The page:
I am trying to understand how pure Monte Carlo tree search (https://en.wikipedia.org/wiki/Monte_Carlo_tree_search) handles games where random playout will likely result in a loss easily avoided by other types of agents.
For example, imagine a hypothetical game with a single player. At game start, the player can choose between move A or move B.
Move A results in a fair coin flip that determines win/loss.
Move B results in a second set of 10 possible moves for player A, one of which is a win (move C, let's call it), and the other 9 a loss.
Random playout will have move A winning 50% of the time, and Move B winning 10% of the time, even though the ability to always pick the winning move B->C is within the player's power.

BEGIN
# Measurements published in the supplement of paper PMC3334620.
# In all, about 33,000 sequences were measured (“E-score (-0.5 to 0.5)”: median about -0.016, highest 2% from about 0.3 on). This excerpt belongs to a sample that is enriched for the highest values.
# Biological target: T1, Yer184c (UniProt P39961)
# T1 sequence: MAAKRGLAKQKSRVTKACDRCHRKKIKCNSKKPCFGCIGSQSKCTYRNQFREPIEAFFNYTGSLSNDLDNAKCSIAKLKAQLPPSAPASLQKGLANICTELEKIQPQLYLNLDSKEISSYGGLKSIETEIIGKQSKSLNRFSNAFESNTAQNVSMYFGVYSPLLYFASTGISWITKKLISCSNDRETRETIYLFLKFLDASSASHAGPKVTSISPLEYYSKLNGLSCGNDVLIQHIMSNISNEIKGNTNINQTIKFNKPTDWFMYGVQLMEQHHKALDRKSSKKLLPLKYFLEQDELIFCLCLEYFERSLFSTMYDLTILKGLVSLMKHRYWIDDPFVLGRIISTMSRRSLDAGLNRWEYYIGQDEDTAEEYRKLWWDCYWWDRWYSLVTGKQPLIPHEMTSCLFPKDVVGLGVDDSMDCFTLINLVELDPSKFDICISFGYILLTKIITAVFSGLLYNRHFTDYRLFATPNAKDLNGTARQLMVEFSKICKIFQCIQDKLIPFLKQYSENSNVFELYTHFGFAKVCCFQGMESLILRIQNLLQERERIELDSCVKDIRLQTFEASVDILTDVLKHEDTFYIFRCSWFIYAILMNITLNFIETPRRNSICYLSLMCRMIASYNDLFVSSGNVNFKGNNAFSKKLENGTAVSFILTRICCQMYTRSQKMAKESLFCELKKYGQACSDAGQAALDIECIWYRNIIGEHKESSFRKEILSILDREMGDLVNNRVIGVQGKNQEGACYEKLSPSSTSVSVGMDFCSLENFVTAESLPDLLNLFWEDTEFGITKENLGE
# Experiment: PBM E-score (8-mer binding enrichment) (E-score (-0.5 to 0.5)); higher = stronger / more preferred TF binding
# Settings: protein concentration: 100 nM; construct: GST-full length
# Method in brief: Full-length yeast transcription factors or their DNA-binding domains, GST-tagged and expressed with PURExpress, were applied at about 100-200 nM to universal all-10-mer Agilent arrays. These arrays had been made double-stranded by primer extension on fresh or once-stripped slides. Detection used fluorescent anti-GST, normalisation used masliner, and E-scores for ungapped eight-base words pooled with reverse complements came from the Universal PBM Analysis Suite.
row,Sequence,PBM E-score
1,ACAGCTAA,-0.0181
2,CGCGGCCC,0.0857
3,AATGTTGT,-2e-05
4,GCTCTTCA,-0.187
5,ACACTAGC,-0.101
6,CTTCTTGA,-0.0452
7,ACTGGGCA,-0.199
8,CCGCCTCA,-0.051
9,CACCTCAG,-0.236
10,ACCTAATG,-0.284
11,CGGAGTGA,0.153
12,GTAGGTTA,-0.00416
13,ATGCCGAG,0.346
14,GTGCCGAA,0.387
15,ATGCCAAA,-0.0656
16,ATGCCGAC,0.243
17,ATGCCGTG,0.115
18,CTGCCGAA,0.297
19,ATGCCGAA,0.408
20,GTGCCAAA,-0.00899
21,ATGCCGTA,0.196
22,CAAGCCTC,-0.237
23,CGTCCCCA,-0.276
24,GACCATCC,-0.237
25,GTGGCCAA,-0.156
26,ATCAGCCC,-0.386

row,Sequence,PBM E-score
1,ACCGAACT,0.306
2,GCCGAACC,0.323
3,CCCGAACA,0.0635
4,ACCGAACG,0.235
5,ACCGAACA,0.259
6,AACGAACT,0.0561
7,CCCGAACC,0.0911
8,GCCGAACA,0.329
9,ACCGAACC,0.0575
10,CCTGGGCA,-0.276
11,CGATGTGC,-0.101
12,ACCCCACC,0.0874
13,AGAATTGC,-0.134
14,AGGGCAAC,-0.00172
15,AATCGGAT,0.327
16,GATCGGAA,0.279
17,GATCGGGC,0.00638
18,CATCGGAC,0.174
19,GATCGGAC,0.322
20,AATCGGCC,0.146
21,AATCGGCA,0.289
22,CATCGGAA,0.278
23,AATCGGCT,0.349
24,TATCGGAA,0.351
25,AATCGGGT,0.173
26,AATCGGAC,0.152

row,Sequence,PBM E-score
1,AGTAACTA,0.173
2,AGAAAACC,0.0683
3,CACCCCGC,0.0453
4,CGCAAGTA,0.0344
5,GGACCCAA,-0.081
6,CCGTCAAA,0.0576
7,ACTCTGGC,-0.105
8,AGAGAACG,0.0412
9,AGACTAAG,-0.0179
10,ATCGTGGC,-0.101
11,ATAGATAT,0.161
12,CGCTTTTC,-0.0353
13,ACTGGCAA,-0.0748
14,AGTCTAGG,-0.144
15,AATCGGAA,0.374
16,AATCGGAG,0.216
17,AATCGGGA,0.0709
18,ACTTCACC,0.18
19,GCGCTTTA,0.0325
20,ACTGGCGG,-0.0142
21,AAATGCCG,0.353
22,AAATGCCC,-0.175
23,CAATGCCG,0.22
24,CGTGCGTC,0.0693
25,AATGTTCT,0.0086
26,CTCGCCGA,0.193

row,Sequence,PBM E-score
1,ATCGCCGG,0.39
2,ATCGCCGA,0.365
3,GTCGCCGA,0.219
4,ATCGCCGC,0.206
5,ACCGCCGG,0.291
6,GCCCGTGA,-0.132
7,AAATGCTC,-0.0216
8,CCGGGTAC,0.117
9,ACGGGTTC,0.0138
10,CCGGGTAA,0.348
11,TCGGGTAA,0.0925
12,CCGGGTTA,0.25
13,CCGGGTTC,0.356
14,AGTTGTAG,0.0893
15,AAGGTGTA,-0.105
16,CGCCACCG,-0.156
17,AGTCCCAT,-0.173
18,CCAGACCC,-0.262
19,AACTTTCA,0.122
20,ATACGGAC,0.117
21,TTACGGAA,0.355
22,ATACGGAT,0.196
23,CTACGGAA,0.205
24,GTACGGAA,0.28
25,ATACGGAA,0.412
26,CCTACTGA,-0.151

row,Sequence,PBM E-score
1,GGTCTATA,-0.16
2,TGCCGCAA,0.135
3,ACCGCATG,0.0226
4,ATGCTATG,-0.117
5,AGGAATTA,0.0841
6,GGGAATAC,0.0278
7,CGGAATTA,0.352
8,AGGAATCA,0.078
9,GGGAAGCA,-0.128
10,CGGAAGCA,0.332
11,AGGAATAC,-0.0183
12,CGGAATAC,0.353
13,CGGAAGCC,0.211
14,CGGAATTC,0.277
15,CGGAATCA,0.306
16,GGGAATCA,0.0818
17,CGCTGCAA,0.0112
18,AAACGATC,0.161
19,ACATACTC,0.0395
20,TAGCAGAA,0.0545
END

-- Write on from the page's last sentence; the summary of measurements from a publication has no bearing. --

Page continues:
Can MCTS handle games of this nature well? How does it do so?
Obviously this toy example can trivially be solved by other search methods, but the real game I'm interested in has a prohibitive branching factor for things like depth- or breadth-first search, and a proper evaluation function is difficult.